Over 130 organizations publish statement denouncing the Trans-Pacific Partnership and similar ‘free trade’ pacts
Following the most recent round of Trans-Pacific Partnership negotiations in Lima, Peru, more than 130 organizations have come out against such international trade agreements calling them a “deadly weapon” against democratic rule, the protection of individual rights and environmental justice.
(Photo: Caelie Frampton/ Flickr)
“These agreements further consolidate the asymmetry of laws that propagate that the rights and power of corporations are protected by ‘hard law’ and are above the rights of peoples and communities,” write the groups write in an open lettercriticizing the agreements.
“We believe that Nation-states should have not only the obligation but also the full freedom to implement laws and policies in favour of the people and the environment, without the threat of being sued by transnational capital,” the letter continued.
According to the alliance—which includes such groups as Friends of the Earth, Global Trade Watch, Institute for Policy Studies, Global Exchange—under International Investment Agreements (IIAs) such as the Trans-Pacific Partnership, a co-signed country can be sued by a transnational corporation if their laws or policies go against the interests of the corporations, such as legislation that favors people or the environment.
“International Investment Agreements grant unprecedented rights to foreign corporations and investors,” said Alberto Villarreal from Friends of the Earth-Uruguay, adding, “They are deadly weapons against democratic rule and the protection of peoples’ rights and environmental justice.”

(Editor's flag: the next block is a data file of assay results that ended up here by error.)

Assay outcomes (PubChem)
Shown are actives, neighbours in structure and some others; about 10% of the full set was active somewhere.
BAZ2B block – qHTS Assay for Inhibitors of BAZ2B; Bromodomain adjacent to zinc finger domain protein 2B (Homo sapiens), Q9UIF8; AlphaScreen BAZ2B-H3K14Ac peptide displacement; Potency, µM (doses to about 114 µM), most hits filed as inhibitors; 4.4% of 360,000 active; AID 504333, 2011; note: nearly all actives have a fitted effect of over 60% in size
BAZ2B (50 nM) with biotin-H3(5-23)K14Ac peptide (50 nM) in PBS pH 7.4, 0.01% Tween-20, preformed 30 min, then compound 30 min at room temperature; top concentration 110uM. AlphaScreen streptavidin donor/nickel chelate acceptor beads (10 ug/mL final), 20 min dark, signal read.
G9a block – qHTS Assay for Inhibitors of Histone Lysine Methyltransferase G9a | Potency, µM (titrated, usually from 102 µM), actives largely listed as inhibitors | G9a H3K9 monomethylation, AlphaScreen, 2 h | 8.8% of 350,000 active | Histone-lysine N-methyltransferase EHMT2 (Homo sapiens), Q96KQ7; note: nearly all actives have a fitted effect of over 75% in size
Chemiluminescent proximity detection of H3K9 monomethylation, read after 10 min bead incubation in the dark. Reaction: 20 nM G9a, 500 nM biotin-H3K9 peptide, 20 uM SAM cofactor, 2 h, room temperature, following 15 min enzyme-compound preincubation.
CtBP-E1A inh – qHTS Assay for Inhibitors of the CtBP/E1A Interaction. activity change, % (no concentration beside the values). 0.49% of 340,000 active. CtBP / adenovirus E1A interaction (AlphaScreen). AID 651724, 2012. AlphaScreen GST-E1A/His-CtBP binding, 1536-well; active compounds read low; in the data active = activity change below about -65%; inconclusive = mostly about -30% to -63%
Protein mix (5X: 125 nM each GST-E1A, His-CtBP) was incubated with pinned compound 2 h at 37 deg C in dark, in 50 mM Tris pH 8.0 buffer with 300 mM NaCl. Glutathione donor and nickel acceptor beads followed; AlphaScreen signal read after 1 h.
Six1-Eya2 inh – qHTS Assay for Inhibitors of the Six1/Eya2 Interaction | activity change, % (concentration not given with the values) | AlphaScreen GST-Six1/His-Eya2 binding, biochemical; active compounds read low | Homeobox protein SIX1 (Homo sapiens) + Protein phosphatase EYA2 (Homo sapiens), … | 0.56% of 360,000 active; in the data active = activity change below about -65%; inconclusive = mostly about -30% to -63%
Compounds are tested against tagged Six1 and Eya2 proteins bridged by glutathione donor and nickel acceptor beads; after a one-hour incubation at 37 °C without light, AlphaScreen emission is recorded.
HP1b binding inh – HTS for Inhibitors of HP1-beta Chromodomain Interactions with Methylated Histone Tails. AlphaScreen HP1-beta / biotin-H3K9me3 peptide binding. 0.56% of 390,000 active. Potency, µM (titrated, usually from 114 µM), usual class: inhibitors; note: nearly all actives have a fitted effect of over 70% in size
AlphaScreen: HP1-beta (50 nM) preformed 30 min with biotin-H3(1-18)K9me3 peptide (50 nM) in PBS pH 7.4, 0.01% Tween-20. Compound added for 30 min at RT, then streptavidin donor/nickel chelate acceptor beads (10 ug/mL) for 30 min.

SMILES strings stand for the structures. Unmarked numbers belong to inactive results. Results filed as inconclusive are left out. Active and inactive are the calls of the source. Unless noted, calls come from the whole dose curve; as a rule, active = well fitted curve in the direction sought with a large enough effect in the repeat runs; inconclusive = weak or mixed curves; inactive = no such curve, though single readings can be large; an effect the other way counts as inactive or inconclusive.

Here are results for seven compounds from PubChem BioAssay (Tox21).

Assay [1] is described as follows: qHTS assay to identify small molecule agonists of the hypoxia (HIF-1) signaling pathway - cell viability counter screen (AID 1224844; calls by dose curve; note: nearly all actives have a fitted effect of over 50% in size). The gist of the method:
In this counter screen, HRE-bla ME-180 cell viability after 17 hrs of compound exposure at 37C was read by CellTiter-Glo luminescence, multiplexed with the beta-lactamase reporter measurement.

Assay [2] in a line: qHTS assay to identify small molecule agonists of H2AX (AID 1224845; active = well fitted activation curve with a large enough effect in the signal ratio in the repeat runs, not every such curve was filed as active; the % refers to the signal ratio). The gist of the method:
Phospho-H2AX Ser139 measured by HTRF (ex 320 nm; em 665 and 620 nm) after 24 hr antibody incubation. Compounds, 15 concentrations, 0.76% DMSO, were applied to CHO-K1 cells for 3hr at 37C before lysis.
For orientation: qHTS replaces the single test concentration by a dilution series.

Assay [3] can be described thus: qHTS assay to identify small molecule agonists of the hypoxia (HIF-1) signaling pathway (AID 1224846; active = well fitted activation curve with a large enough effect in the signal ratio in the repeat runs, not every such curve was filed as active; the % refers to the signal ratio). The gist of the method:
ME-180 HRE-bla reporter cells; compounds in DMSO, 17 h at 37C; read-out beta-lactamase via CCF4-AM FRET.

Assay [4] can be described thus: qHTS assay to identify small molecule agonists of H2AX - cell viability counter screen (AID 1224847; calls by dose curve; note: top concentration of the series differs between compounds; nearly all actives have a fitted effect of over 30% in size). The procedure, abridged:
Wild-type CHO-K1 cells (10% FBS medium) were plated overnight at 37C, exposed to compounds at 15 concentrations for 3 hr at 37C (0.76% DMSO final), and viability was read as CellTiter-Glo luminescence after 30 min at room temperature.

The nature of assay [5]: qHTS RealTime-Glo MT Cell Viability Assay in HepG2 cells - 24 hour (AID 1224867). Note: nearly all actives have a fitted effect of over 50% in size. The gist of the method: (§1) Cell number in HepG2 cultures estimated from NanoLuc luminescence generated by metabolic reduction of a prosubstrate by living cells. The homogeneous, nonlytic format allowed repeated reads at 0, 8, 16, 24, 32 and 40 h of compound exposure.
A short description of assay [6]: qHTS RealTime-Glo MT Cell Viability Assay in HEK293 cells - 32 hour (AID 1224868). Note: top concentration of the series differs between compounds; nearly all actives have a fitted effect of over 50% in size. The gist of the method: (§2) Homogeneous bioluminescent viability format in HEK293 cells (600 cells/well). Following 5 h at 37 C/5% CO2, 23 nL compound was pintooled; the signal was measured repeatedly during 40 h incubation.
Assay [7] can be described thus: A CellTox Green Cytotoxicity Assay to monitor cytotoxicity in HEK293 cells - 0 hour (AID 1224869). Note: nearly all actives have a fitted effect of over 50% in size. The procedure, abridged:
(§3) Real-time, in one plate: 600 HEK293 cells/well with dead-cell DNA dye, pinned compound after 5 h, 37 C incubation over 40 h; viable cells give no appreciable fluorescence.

The group is calling on State signatories to “denounce and stop signing” these agreements that have “unlawfully subjected them to foreign jurisdictions and violate peoples’ rights.”
Rather, they propose an alternative legal framework for international economic relations that is based primarily on democratic principles, prioritizing the rights of humans and nature over “private interests and profits.”
This framework should include binding obligations for private and public transnational corporations on issues of human rights, as well as economic, labor, social rights, and respect for mother nature. It should also guarantee governments’ possibility to enact public policy for the realization of these rights. In this context, any investment agreement should also include a mechanism for public participation and democratic discussion with representatives of the relevant social sectors.
The 11 member states of the Trans-Pacific Partnership—including Australia, Brunei, Canada, Chile, United States of America, Malaysia, Mexico, New Zealand, Singapore, Vietnam and Peru—are expected to finalize their negotiations by the end of 2013.
Friends of the Earth produced the below video, “Peril in the Pacific,” to further explain how countries are impacted by the Trans-Pacific Partnership.